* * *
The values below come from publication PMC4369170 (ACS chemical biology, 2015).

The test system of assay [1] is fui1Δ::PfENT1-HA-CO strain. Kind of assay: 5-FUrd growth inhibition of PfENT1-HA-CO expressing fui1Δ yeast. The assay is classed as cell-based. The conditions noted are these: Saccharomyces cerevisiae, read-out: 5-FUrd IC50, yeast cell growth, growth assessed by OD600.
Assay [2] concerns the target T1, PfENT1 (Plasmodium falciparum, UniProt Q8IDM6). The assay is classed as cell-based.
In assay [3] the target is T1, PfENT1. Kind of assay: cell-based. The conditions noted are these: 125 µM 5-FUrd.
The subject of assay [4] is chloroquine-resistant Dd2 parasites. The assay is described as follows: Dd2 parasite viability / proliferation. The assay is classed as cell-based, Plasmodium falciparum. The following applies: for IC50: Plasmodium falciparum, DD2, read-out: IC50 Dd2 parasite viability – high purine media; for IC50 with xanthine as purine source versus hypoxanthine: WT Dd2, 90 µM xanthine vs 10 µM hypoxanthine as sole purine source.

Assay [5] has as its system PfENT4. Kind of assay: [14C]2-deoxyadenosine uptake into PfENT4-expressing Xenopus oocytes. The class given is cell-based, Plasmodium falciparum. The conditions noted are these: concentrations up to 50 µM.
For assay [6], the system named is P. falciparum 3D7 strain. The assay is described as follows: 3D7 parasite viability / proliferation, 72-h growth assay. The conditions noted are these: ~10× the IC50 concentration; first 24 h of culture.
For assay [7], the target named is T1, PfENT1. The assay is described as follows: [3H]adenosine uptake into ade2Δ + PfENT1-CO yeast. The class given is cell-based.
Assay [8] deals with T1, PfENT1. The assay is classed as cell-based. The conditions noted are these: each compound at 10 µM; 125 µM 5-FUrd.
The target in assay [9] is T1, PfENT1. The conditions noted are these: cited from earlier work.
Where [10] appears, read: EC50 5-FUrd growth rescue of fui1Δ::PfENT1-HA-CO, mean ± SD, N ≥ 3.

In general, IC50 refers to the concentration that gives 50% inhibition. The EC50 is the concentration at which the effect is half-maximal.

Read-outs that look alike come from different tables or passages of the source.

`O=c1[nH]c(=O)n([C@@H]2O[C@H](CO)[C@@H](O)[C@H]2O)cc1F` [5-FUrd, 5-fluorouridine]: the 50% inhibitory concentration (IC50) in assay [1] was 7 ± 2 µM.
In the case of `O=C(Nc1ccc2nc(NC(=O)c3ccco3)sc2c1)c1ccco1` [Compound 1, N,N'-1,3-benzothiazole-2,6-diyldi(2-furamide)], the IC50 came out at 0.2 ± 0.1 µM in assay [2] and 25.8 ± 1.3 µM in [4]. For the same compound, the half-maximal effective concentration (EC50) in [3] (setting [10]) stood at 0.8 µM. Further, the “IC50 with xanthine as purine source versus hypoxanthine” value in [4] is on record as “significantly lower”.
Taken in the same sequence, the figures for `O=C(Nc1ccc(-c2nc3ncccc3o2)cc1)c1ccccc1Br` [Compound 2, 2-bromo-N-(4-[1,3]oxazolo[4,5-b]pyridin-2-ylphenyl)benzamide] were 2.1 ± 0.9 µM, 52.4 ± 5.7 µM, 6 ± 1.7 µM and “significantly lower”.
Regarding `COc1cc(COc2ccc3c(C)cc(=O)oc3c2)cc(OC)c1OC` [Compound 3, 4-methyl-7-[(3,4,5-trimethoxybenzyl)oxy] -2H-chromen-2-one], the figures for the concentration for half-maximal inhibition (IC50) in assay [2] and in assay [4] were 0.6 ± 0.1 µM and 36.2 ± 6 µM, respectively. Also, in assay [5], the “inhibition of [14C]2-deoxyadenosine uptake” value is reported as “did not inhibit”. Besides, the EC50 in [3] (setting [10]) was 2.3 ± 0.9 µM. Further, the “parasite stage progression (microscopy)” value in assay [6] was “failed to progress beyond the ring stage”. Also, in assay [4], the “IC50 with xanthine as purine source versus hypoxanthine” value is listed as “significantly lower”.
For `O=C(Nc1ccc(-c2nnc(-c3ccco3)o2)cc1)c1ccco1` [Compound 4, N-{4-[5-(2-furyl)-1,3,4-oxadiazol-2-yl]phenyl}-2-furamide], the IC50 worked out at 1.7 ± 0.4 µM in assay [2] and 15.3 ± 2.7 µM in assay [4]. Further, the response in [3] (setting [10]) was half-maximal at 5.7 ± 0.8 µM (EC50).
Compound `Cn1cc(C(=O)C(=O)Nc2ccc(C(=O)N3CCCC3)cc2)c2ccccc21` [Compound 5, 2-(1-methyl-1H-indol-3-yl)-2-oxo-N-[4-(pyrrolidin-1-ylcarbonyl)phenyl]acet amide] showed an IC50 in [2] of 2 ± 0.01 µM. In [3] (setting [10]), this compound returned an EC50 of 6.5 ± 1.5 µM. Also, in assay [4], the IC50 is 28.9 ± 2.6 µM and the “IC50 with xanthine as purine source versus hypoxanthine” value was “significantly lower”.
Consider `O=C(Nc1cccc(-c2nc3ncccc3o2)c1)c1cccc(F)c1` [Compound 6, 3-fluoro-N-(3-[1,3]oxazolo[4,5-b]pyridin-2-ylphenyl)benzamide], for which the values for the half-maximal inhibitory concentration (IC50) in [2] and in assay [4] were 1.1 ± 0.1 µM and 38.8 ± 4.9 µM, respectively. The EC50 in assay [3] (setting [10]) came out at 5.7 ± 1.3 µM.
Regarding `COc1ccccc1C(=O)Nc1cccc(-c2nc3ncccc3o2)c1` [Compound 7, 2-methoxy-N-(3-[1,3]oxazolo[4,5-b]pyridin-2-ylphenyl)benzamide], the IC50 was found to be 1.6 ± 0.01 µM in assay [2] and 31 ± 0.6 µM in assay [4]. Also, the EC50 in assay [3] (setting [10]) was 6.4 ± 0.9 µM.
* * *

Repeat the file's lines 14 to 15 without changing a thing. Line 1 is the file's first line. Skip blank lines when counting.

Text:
`O=c1[nH]c(=O)n([C@@H]2O[C@H](CO)[C@@H](O)[C@H]2O)cc1F` [5-FUrd, 5-fluorouridine]: the 50% inhibitory concentration (IC50) in assay [1] was 7 ± 2 µM.
In the case of `O=C(Nc1ccc2nc(NC(=O)c3ccco3)sc2c1)c1ccco1` [Compound 1, N,N'-1,3-benzothiazole-2,6-diyldi(2-furamide)], the IC50 came out at 0.2 ± 0.1 µM in assay [2] and 25.8 ± 1.3 µM in [4]. For the same compound, the half-maximal effective concentration (EC50) in [3] (setting [10]) stood at 0.8 µM. Further, the “IC50 with xanthine as purine source versus hypoxanthine” value in [4] is on record as “significantly lower”.